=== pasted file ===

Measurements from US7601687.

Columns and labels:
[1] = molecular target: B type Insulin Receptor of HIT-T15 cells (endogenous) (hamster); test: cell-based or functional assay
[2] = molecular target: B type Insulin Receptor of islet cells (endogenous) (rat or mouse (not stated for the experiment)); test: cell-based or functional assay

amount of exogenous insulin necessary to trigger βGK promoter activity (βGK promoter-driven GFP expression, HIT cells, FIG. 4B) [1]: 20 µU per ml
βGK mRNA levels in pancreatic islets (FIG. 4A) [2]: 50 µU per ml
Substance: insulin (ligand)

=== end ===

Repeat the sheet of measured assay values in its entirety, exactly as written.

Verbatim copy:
Measurements from US7601687.

Columns and labels:
[1] = molecular target: B type Insulin Receptor of HIT-T15 cells (endogenous) (hamster); test: cell-based or functional assay
[2] = molecular target: B type Insulin Receptor of islet cells (endogenous) (rat or mouse (not stated for the experiment)); test: cell-based or functional assay

amount of exogenous insulin necessary to trigger βGK promoter activity (βGK promoter-driven GFP expression, HIT cells, FIG. 4B) [1]: 20 µU per ml
βGK mRNA levels in pancreatic islets (FIG. 4A) [2]: 50 µU per ml
Substance: insulin (ligand)